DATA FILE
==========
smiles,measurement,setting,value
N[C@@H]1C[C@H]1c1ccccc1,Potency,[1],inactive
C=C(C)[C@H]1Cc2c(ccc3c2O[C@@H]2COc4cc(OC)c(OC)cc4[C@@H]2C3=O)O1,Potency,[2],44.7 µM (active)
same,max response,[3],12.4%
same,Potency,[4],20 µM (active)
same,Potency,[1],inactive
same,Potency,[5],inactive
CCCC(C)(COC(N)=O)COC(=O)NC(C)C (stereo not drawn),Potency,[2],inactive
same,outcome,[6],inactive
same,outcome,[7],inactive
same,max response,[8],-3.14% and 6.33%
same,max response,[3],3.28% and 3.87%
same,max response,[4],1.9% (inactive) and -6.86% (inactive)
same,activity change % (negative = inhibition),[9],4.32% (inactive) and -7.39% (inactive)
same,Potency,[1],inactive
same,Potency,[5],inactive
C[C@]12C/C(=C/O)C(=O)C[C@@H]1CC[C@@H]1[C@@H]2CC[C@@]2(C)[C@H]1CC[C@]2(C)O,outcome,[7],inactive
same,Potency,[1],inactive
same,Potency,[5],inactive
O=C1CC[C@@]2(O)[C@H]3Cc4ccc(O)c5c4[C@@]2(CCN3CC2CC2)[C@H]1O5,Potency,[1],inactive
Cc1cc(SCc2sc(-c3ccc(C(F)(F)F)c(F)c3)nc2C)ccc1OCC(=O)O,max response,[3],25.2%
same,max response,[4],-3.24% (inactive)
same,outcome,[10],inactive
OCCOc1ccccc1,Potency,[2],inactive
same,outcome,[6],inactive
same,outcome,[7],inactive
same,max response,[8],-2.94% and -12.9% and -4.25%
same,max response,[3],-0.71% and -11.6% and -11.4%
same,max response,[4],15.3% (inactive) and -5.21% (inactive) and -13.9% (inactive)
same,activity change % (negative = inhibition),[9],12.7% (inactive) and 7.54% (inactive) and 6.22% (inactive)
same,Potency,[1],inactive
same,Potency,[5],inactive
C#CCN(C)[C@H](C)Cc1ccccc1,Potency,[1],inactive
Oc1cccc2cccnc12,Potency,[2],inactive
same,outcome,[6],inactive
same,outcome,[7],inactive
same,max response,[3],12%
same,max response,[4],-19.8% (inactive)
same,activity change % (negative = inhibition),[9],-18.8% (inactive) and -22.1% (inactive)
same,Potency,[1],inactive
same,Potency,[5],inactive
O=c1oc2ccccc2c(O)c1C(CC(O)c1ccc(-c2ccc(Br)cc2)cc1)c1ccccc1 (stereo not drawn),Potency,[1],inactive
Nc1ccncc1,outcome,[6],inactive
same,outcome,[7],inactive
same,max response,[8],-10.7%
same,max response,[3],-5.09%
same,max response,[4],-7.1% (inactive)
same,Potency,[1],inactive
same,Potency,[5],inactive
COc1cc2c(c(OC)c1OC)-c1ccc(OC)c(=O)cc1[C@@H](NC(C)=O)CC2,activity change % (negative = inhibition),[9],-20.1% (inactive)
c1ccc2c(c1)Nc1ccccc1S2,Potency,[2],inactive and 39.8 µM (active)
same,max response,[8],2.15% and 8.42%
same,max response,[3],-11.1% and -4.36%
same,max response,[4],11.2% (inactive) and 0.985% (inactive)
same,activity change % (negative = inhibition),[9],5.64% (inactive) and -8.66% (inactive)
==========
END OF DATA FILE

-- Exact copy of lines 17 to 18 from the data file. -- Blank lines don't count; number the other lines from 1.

C[C@]12C/C(=C/O)C(=O)C[C@@H]1CC[C@@H]1[C@@H]2CC[C@@]2(C)[C@H]1CC[C@]2(C)O,outcome,[7],inactive
same,Potency,[1],inactive